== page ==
Not always, according to Allen Jones, especially when they have not seen the artwork in its finished state and in its intended environment.
Mr Jones said: 'You are always going to get someone saying 'What's it meant to be?' What happens is that once it's there in front of them they come to relate to it.'
To test his theory, Independent London went to the Chelsea and Westminster hospital where his 60-ft high steel sculpture Acrobatic Dancer was unveiled last year.
A straw poll among doctors, patients and others yielded comments ranging from positive and enthusiastic praise to evident bemusement with the odd negative remark.
William English, a caretaker from Morden, said: 'It's very attractive, and has a nice atmosphere about it. It seems American, out of place. I thought it was a private hospital. It's much better than the same old dark caverns you used to get 50 or 60 years ago.'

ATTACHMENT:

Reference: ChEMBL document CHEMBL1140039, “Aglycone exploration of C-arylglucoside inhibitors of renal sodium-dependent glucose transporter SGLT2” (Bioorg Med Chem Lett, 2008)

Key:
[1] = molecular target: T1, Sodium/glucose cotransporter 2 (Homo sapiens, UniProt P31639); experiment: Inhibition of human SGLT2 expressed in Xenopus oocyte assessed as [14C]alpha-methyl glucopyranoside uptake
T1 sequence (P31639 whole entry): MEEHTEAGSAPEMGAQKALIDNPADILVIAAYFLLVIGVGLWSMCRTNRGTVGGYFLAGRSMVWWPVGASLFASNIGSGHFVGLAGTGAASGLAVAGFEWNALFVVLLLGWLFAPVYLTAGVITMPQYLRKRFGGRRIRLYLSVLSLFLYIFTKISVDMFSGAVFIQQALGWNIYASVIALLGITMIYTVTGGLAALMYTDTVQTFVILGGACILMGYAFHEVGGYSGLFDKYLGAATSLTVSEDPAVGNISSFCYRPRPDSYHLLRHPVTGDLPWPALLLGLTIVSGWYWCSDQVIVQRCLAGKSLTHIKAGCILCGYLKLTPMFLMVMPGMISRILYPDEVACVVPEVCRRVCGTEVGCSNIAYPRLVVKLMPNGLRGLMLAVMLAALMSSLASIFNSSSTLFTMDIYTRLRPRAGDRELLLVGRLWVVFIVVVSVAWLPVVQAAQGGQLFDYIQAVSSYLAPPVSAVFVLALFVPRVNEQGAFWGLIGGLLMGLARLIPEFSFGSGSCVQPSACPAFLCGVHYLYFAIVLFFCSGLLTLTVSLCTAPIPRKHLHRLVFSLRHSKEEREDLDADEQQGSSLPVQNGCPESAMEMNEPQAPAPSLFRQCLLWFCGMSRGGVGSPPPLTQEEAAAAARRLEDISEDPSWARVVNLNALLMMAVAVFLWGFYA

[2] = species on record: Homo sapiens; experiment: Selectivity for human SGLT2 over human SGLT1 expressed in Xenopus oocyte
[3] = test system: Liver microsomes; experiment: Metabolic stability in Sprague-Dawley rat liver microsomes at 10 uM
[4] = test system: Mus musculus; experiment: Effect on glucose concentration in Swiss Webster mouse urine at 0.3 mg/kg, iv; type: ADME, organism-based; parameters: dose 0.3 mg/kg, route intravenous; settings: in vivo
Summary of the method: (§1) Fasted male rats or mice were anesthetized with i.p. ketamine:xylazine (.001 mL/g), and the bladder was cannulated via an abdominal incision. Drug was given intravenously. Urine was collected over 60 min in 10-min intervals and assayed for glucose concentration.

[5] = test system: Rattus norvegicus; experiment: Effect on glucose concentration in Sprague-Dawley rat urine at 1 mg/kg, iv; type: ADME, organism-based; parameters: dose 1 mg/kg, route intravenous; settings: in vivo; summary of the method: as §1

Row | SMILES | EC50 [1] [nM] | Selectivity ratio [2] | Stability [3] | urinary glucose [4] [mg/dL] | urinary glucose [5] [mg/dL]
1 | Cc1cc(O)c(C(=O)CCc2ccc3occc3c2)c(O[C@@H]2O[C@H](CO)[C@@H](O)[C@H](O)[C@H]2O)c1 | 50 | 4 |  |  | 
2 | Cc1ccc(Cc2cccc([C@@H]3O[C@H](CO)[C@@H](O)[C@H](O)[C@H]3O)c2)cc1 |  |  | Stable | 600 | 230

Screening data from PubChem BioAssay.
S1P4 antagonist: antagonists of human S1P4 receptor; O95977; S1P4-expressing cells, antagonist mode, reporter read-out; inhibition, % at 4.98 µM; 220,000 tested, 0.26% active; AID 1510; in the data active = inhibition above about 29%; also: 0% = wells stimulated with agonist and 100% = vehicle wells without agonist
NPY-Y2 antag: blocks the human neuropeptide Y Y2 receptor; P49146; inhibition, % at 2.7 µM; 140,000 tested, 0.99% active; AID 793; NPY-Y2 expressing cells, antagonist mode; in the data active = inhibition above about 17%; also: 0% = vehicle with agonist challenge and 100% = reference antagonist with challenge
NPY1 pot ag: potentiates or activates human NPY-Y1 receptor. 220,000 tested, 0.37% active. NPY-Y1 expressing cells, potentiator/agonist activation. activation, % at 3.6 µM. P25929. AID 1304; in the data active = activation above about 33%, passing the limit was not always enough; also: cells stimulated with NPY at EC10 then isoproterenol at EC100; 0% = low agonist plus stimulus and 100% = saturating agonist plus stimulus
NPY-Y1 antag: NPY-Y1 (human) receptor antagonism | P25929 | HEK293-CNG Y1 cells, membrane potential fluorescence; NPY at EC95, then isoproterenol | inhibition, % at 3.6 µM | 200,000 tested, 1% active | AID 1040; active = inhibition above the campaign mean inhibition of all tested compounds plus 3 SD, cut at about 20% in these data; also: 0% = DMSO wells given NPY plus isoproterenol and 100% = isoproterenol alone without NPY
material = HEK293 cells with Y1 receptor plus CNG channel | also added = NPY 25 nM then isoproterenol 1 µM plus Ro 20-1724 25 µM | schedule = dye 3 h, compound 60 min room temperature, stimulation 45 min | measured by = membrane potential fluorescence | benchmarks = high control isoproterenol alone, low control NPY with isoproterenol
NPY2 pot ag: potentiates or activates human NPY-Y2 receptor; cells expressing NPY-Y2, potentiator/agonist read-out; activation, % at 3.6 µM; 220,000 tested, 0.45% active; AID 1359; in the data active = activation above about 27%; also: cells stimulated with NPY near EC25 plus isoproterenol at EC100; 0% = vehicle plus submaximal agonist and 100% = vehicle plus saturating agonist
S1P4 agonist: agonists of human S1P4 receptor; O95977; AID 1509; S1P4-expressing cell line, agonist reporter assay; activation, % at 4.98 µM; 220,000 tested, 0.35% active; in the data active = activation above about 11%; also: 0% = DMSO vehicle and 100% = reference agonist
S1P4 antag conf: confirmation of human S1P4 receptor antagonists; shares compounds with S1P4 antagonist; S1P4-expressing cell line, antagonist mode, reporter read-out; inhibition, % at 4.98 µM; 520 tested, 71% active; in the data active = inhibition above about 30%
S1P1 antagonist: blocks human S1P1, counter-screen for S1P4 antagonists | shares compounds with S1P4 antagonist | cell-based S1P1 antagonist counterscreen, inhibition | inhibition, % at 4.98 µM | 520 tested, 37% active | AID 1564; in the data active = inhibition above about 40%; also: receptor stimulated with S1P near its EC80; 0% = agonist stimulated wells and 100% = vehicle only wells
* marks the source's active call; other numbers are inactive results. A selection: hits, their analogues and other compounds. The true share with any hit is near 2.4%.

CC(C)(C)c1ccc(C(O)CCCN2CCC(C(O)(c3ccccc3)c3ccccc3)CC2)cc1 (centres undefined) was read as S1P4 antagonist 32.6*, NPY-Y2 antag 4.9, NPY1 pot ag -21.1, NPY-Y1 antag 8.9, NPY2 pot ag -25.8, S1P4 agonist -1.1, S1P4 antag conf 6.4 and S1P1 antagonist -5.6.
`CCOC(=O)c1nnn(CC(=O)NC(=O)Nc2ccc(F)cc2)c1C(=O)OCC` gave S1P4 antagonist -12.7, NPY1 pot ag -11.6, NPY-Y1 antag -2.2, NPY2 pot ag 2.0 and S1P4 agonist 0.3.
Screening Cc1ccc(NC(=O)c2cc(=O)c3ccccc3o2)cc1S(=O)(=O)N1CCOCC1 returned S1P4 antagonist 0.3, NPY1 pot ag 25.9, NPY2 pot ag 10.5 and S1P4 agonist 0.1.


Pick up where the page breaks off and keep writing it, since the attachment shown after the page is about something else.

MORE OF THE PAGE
Karen Trogstad, of Barnes, a junior sister on the paediatrics ward which overlooks the atrium, thought the sculpture was appropriate for the children. 'It's quite bright and cheerful. It helps make a pleasant working environment.
Some vistors confessed to being baffled. In the coffee area overlooking the atrium, Margaret Peters, a visitor from east London, said: 'I sit here every day. It's nice and bright, but I can't really make it out.'
A group from Fulham preferred the old kind of sculpture and thought Jones's work more suitable for a zoo. 'I thought it was a seal, said one woman. 'But from downstairs I could see it. You can see where his foot touches the wall.'
Two hospital registrars, who asked not to be named - perhaps fearing to give an inaccurate diagnosis - thought the statue entertaining. It meant the hospital had become a sight-seeing spot for tourists.
Arguably the most perceptive comment came from Daniel Ross, four, from Chelsea. He can see the sculpture's big red ball from his bed. 'It looks like a big giant lollipop,' he said before turning back to afternoon cartoons on the ward television.
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